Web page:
I am thankful for my general health. I am thankful for my family. I made one, and we are mostly adorable 75% of the time. I am thankful for my house. I am thankful to have a partner that encourages me to write and loves me in all of my seasons. I am thankful for leaving toxic relationships, and believing I deserved better. When I think of where I want to go, or the person I am to become as I grow and mature, I have to be grateful for what I already have. I keep thinking, I want another baby, or I don't want to live here forever. I want more from life, but I don't know what that means for me. There is room for plenty to go wrong. I want to make sure I am not wishing for something that I don't fully understand. I want to know what I have and cherish it because, things change. Life changes and things out of our control derail our path. I want to know that when life hits me head-on that I can turn to myself and pick up the pieces. Ask yourself those questions.

The new year is approaching and I don't typically make resolutions, however, I do take notes of what I want from this next year. I don't base it on expectations. I try not to focus on material things. I try to make it about personal growth. This next year I am going to focus on being the best parent to my one child. I was fortunate to have one baby. The pregnancy was a dream and the birth was a nightmare, but I have no idea how a second baby would change the dynamic of my family. I am not deciding I don't want another child, I am simply tweaking my perspective. I want to appreciate the child I do have and make sure I celebrate them instead of spending my time wondering what I am missing out on. I am going to write. I have goals for this career, and if I keep picking my work apart and blaming myself for not being where I want to be creatively or financially, those actions will only further prohibit my growth. I am going to continue to grow as long as I keep writing, and quit comparing my career to someone else's. I will be the partner I want. A relationship is about give and take. I am going to hold myself accountable for giving, and much as I receive. If I think I need more from my partner I will make sure I am doing more for my partner. Positivity breeds positivity. When you focus on you, life falls into place. It is never selfish to make sure that you are thriving. It is selfish to expect someone else to be responsible for your growth.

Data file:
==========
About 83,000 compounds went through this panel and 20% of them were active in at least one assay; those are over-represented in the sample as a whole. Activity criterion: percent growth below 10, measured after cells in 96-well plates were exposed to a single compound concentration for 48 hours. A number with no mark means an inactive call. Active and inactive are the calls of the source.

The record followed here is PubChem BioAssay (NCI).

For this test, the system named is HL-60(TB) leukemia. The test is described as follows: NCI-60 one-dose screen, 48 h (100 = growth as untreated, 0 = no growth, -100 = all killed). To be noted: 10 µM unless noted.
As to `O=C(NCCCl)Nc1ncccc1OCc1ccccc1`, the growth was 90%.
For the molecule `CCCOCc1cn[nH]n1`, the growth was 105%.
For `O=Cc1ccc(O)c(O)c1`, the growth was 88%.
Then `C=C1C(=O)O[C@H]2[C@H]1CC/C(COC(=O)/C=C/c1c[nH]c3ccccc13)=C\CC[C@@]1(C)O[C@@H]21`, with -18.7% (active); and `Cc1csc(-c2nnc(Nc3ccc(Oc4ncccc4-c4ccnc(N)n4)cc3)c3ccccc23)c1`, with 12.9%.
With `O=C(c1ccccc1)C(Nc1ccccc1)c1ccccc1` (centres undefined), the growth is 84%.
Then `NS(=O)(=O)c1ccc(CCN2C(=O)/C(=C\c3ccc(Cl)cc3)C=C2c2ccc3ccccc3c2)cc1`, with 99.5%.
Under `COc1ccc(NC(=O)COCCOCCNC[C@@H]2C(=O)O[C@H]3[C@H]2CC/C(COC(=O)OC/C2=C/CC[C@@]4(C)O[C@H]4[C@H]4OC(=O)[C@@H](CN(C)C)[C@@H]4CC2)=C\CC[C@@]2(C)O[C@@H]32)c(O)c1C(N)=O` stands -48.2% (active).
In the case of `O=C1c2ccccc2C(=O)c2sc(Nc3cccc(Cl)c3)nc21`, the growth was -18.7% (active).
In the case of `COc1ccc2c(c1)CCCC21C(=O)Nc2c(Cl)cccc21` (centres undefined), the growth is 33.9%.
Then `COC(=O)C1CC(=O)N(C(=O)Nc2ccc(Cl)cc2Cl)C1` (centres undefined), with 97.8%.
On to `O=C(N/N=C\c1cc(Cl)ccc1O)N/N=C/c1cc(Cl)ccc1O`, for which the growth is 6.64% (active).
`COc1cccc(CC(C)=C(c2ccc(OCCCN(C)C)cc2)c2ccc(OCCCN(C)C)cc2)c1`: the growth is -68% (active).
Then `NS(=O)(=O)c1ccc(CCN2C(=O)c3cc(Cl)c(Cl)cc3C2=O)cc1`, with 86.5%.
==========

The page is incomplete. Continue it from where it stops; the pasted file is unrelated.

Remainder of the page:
Title Photo by Noelle Otto from Pexels

Ashley Aker


Please login to post comments on this story